I have a tri-colour LED which consists internally of two LED's that have a common cathode. The device has 3 pins (two anodes and one cathode).
Using one microcontroller pin, I want to light the LED either red, green or off. The microcontroller's pin states are intended to be as follows: High = Light Red Low = Light Green Set as input = Light Nothing
First thing I'll do is put a 200 ohm resistor on the cathode of the device, and this resistor will lead directly to ground.
Taking the signal coming from the microcontroller pin, I'll split it into two branches:
- The first branch will go directly to the Red anode.
- The second branch will go to the gate of a PMOS transistor. The source of the PMOS will be connected to Vcc, and the drain will go to the Green anode.
The idea is: When the microcontroller pin is high, the Green will light on its own. When the microcontroller pin is low, the Red will light on its own.
Now I think I'll have a problem when I set the micrcontroller pin to high impedence, reason being that I don't know if the PMOS transistor will be turned on. Assuming that the PMOS transistor *would* be turned on, I could put a pull-up resistor on the gate of the PMOS transistor. I would want this pull-up resistor to have as high a value as possible because I don't want much current flowing from Vcc thru the pull-up resistor into the Red anode. The problem though is that I don't want the resistor value to be *too* high because then it might not do its job of pulling up the voltage at the PMOS's gate.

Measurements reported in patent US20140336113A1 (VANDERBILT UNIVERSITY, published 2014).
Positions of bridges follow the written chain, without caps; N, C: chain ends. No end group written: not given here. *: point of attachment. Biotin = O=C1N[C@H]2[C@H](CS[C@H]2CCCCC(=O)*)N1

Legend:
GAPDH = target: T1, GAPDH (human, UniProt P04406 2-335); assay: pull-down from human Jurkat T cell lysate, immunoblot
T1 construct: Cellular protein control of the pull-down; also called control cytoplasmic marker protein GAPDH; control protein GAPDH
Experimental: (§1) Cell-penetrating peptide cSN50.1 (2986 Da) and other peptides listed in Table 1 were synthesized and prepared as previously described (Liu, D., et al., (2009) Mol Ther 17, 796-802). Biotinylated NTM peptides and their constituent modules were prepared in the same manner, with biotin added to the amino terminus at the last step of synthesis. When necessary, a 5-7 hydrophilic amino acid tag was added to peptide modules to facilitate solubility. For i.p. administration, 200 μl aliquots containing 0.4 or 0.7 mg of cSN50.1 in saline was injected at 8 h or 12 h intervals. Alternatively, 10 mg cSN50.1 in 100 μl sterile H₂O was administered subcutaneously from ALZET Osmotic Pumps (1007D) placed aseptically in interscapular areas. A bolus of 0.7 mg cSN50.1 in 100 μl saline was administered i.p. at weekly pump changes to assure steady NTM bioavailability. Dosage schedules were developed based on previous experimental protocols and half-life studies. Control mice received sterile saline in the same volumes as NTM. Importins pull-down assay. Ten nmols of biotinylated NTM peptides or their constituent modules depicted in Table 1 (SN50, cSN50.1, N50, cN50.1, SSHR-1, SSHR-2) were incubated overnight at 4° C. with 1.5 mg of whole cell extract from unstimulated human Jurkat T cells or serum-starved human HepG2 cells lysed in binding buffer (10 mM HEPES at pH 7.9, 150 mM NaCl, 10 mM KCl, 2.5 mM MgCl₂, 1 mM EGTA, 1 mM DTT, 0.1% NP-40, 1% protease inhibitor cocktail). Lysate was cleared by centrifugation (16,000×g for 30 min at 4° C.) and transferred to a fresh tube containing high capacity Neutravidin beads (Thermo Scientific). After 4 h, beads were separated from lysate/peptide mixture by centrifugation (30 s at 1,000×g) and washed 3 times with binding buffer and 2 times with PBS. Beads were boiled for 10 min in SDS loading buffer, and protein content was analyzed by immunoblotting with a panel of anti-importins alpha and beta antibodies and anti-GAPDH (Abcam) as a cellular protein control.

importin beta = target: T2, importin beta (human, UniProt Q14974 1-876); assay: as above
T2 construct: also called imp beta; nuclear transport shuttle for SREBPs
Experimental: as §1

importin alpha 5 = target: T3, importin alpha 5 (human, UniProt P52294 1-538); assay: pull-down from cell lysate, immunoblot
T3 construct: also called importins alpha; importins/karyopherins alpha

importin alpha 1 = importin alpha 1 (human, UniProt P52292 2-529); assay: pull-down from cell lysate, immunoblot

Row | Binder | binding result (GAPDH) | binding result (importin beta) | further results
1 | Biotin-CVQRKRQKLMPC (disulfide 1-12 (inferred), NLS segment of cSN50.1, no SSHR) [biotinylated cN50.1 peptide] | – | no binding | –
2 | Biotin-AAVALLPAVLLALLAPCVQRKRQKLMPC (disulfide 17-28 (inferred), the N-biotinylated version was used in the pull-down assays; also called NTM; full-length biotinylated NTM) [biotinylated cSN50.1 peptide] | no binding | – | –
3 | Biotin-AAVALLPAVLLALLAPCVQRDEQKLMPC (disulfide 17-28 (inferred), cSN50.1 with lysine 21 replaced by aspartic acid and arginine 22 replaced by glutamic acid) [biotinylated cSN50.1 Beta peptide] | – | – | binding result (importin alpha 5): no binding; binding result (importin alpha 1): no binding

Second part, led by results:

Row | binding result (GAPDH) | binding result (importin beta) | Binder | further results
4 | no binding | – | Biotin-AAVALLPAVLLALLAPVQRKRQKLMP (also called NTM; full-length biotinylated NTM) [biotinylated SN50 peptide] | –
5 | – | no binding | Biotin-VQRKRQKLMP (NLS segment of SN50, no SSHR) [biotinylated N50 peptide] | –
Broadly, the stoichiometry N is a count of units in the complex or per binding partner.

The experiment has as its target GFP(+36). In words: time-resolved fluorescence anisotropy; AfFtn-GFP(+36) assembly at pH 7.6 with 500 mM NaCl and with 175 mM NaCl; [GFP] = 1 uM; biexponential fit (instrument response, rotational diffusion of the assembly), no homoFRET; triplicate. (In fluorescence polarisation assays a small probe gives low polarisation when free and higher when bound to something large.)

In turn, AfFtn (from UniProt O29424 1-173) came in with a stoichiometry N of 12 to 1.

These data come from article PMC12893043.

So I have two questions:1) What would be a suitable PMOS transistor to use? My Vcc is 5 V and the current I want to pass is about 20 mA. (Also, I don't need one of those 4-pin transistors because my source will always be connected to Vcc). 2) Do I need a pull-up resistor, and if so what value should I choose for it? Remember I'd like it as high as possible so that it allows negligible current to flow into the Red anode.
I know it might sound like I'm just firing out questions and expecting answers but the thing is I don't know how else to get these answers other than by asking people who have experience.
My microcontroller is the PIC16F684. If you need to know the impedence or whatever of the pins then let me know and I'll check the datasheet.
(By the way, my original design used a PNP bi-polar transistor instead of a PMOS transistor, but the problem with this was that a non- negligible current was flowing from Vcc, to the emitter, to the base and into the Red anode, and thus the Red was lighting up dimly.)